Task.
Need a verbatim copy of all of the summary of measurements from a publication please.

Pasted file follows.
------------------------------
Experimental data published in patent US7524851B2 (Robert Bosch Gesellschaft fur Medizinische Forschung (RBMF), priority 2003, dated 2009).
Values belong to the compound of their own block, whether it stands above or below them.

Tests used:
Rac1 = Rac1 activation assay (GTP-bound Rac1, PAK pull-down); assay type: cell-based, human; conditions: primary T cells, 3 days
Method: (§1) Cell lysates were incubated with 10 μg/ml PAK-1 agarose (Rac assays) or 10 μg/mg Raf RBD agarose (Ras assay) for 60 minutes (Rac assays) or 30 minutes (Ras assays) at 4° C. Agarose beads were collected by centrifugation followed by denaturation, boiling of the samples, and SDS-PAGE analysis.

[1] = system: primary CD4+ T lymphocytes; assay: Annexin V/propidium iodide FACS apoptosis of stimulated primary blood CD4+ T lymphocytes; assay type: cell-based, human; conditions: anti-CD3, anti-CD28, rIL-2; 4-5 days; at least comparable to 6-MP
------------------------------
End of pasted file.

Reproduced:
Experimental data published in patent US7524851B2 (Robert Bosch Gesellschaft fur Medizinische Forschung (RBMF), priority 2003, dated 2009).
Values belong to the compound of their own block, whether it stands above or below them.

Tests used:
Rac1 = Rac1 activation assay (GTP-bound Rac1, PAK pull-down); assay type: cell-based, human; conditions: primary T cells, 3 days
Method: (§1) Cell lysates were incubated with 10 μg/ml PAK-1 agarose (Rac assays) or 10 μg/mg Raf RBD agarose (Ras assay) for 60 minutes (Rac assays) or 30 minutes (Ras assays) at 4° C. Agarose beads were collected by centrifugation followed by denaturation, boiling of the samples, and SDS-PAGE analysis.

[1] = system: primary CD4+ T lymphocytes; assay: Annexin V/propidium iodide FACS apoptosis of stimulated primary blood CD4+ T lymphocytes; assay type: cell-based, human; conditions: anti-CD3, anti-CD28, rIL-2; 4-5 days; at least comparable to 6-MP